Techniques for evaluating the effects of atherosclerosis on the circulatory system in the living subject have evolved rapidly and in parallel with improved modes of medical and surgical therapy. In addition to means for assessing altered flows and pressure gradients, and reductions in tissue perfusion at various sites, methods have been developed for visualizing and characterizing the arterial deformations generally responsible for these dysfunctions. As methods for lesion characterization in the living subject improve and enter into wider use, it becomes increasingly evident that we must seek more detailed and precise correlations between the disease process as it appears on gross and microscopic examination of vessel samples and the images and numerical data produced by each of the available clinical modes of lesion detection. There are several compelling reasons for this. First, it is self-evident that controversies regarding the relative accuracy, sensitivity and specificity of each of the detection methods can ultimately be resolved only by quantitative comparisons of the images with the actual, corresponding lesions. Secondly, we have entered an era in which we wish to follow the disease process sequentially in each of the major arterial beds in order to assess the effects of preventive and therapeutic measures on the progression, retardation, arrest, or reversal of specific lesions and of the generalized disease.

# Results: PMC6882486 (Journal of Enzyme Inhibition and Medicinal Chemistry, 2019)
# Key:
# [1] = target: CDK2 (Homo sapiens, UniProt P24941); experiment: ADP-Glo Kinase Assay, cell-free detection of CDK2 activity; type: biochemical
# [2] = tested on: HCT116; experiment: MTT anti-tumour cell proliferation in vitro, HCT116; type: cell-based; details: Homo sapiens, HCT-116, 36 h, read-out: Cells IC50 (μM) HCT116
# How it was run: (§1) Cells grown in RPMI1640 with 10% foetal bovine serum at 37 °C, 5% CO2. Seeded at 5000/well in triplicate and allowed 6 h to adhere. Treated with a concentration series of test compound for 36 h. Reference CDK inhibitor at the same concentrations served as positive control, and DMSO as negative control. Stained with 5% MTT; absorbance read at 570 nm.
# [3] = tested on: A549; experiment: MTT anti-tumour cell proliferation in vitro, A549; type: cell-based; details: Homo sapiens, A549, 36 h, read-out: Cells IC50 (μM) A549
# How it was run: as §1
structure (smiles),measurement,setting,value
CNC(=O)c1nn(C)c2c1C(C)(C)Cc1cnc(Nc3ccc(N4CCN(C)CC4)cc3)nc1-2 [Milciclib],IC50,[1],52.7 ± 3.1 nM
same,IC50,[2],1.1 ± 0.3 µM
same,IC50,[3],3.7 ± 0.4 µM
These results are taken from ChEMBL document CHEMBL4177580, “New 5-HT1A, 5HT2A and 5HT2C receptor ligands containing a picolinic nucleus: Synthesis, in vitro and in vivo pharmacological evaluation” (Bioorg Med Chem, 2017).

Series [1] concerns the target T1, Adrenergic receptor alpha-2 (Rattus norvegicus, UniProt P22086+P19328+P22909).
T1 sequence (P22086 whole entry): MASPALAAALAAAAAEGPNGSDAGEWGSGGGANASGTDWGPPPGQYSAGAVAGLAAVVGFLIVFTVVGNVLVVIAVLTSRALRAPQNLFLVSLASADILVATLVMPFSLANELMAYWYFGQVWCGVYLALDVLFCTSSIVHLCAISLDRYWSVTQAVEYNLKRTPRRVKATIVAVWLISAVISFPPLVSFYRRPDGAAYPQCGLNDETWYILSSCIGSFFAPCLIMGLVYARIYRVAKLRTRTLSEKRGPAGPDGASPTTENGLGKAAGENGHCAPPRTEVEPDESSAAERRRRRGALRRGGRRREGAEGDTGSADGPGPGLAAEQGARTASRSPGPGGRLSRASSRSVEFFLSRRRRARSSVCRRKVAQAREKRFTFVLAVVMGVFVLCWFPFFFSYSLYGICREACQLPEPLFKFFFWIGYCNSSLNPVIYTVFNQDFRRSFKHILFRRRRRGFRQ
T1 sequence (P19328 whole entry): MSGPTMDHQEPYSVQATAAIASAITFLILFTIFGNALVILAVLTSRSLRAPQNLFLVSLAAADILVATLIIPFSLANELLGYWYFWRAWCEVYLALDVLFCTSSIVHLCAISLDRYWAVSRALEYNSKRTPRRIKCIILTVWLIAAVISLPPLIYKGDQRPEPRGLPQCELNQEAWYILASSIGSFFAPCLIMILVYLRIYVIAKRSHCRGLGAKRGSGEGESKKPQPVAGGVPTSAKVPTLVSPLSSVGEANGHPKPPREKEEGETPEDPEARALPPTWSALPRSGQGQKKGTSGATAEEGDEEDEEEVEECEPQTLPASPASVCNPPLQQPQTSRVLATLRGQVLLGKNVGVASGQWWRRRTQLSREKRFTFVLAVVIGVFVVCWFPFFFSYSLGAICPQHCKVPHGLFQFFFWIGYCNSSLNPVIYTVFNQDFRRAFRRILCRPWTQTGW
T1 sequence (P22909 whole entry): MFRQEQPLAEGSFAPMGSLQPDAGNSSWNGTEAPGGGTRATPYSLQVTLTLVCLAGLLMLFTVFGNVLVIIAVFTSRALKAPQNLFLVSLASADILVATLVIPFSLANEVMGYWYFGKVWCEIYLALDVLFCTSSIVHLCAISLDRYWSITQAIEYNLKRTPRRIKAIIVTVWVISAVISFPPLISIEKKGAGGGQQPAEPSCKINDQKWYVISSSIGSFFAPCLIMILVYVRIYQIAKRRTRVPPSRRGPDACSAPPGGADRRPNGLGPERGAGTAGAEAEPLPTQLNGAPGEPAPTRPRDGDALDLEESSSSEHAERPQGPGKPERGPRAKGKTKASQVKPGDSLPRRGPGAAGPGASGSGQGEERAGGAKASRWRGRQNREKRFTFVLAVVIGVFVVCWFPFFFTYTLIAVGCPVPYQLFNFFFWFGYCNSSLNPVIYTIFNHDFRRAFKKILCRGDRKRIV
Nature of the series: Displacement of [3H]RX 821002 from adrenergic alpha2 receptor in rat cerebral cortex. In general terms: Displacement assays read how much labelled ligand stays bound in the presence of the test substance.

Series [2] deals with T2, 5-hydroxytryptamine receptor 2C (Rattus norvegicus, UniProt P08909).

KeywordsAtherosclerotic Lesion Luminal Surface Artery Wall Transverse Cross Section Lumen Area
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